I don’t have a big impressive home recording studio. I don’t have dozens of guitars lining my walls, acoustic foam covering every surface or banks of expensive engineering equipment surrounding a top of the range Mac.
In fact, up until a few years ago I didn’t even use an audio interface at all, instead relying on a single USB microphone to capture my musical tomfoolery.
So when I eventually did make the leap and got my hands on a ‘proper’ recording interface I was thoroughly amazed at the jump in sound quality I was able to produce through the use of XLR microphones and directly inputted instruments.
There’s been a boom in the overall quality of ‘affordable’ audio interfaces in the last few years, with companies like Presonus and M-Audio leading the charge.
There is one company (and one model in particular) however that just keeps cropping up – the Focusrite Scarlett 2i2.
I just had to see what all the fuss is about…
What Is It?
Marketed for ‘musicians on the go’, the Focusrite Scarlett 2i2 is a premium audio interface. The 2i2 refers to the number of inputs and outputs the device has – 2 Hybrid XLR/1/4″ TRS jack inputs on the front of it and 2 balanced monitor outputs on the back.
Some XLR mics require Phantom power to work properly and it’s included here, along with a dedicated headphone monitor output, meaning that you can attach your ‘cans’ to the front facing headphone jack, flick a switch and you’ll be listening to what your playing direct from the interface instead of from your Mac. Handy if you ever come up against latency problems.
The big draw here though is the Scarlett 2i2’s on board preamps. They’re the same ones that power Focusrite’s flagship interfaces. They definitely sound fantastic and I didn’t find them overly sensitive at all. I found that setting the gain knob at around the 1-2 o’clock position was ideal for picking up a good, strong input signal.
Speaking of Gain, the Scarlett 2i2 makes it really simple to set your levels by including a unique gain halo system. If you’ve pushed the gain too high, the light around the knob will turn red, reducing the gain until the light turns green let’s you know you’ve hit the ideal volume. Simple, but VERY useful.
You can find the full rundown of the Scarlett 2i2’s specs here
How Does It Sound?
Put simply – fantastic.
Those top spec pre-amps really bring out the best in whatever you decide to hook up to the device. I put together a wee comparison for you to hear for yourself.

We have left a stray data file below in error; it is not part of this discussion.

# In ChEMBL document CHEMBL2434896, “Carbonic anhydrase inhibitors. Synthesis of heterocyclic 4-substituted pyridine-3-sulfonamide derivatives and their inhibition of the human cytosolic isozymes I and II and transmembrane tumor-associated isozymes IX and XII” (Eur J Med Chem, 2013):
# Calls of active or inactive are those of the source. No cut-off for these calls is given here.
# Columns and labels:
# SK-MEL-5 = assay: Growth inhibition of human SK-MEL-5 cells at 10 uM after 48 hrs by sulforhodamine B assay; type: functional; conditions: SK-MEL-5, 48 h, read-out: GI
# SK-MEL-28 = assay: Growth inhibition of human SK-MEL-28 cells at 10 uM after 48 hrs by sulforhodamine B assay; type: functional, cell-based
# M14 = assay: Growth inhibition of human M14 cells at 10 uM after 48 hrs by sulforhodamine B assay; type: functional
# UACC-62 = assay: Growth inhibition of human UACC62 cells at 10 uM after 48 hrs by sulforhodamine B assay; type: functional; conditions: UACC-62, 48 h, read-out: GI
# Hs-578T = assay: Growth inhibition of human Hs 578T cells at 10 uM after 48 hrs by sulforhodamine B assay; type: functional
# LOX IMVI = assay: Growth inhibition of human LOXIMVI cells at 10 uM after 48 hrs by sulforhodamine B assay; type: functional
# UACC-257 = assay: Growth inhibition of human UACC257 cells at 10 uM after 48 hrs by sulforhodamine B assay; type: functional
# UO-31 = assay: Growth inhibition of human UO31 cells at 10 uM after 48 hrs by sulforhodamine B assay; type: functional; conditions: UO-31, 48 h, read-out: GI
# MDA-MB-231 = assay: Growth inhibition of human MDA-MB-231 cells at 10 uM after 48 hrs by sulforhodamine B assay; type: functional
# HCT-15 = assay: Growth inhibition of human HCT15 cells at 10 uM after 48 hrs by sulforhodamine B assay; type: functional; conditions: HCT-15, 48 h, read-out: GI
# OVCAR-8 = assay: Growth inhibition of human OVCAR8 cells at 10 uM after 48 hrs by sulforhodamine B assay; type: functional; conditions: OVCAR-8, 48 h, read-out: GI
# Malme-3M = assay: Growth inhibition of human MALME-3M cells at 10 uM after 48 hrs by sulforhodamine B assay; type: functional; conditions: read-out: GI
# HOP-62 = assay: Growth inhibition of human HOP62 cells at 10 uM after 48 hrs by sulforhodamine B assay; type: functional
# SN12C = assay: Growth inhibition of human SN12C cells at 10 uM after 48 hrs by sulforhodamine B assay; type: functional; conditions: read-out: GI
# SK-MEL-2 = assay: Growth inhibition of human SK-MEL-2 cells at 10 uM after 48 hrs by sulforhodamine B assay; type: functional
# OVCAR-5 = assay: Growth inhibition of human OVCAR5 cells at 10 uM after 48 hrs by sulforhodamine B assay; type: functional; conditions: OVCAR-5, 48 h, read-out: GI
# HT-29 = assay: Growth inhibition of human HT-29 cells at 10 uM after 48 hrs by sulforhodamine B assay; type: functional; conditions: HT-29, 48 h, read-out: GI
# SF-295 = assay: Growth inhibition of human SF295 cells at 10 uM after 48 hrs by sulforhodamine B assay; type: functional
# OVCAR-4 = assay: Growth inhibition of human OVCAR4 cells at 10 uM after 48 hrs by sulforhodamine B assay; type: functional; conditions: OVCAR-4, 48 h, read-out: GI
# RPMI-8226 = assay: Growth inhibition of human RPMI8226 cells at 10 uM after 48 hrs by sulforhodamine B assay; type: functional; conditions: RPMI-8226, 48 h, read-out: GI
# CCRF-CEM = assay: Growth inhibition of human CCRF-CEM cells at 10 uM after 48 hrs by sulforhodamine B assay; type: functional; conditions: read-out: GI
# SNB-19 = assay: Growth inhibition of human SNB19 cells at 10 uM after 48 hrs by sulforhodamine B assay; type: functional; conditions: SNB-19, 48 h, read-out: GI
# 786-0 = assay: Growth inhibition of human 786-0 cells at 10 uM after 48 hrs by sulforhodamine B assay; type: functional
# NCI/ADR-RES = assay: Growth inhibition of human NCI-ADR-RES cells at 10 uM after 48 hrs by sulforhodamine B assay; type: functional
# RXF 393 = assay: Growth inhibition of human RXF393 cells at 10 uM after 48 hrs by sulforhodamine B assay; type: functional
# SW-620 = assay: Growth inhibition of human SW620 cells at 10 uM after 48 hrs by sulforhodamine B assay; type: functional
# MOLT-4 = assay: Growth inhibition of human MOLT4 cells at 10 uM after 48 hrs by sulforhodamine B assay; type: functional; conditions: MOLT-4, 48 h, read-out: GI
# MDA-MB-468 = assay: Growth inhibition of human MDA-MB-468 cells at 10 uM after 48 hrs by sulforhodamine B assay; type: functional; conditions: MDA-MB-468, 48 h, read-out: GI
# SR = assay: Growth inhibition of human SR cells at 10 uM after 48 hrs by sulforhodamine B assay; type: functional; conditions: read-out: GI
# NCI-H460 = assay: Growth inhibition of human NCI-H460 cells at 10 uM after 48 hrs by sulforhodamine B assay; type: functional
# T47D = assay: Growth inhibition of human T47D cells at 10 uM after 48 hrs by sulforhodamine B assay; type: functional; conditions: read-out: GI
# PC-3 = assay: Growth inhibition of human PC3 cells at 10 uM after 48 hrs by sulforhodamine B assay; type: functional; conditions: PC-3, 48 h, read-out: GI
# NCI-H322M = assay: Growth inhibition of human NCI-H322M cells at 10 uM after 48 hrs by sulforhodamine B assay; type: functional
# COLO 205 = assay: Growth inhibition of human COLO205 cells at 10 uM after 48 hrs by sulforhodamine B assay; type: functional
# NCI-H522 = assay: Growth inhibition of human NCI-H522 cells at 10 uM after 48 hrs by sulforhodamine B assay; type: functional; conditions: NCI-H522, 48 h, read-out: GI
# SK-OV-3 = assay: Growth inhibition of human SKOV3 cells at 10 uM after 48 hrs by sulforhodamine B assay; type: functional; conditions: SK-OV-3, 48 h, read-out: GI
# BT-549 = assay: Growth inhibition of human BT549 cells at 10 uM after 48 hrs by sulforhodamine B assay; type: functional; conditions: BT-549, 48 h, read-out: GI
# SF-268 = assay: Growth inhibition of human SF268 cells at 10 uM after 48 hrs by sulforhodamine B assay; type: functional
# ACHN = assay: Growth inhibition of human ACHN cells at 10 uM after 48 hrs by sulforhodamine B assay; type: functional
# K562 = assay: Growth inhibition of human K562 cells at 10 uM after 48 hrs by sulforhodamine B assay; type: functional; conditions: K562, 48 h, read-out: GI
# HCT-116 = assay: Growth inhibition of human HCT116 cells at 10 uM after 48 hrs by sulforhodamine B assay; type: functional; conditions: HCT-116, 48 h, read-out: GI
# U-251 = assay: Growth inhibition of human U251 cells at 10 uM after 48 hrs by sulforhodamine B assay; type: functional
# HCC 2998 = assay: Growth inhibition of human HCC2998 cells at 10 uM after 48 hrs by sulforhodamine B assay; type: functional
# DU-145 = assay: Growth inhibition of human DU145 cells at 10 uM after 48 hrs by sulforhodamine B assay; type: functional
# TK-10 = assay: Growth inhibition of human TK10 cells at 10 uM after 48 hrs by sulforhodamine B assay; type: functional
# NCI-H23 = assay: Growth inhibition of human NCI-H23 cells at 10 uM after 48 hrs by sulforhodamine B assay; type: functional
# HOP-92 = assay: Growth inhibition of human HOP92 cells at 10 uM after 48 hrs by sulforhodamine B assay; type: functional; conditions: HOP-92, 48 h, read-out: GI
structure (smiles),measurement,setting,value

In this comparison:
Focusrite Scarlett 2i2 + Audio Technica AT2020 XLR Microphone
Samson C01U USB Microphone
In Built Microphone
So far, so awesome, but I did run into a couple of issues the first time I set the Scarlett 2i2 up…
Snap, Crackle and Pop
The first issue I encountered was a simple fix. When hooking up the Scarlett 2i2, Garageband instantly recognised it and changed the audio drivers appropriately. I wasn’t able to hear anything though, even though the the volume display in the track header was showing that something was definitely happening…
The problem? Garageband had set the Scarlett 2i2 as the output device, and as I had my headphones through my Mac, I wasn’t hearing a thing. Diving into Garageband’s preferences menu and switching the output device to ‘Built In Output’ did the trick.
The second issue? Well, the second issue was a little more serious.
No matter how much I fiddled with the gain controls, unplugged/plugged back in, restarted and swapped inputs, there was an incredibly irritating ‘pop’ sound every few seconds when trying to record.
I actually thought i’d purchased a faulty unit! A swift Google search later and I found the solution – I had to download a ‘class compliant mode app’ and install it (it took seconds).
According to Focusrite, some users running OS X Mavericks can experience some glitchy sounds and drop outs. I guess that extends to Yosemite users too. A little annoying considering that the 2i2 is pushed as a ‘plug and play’ interface, but whatever – it was a simple enough fix, but still worth mentioning.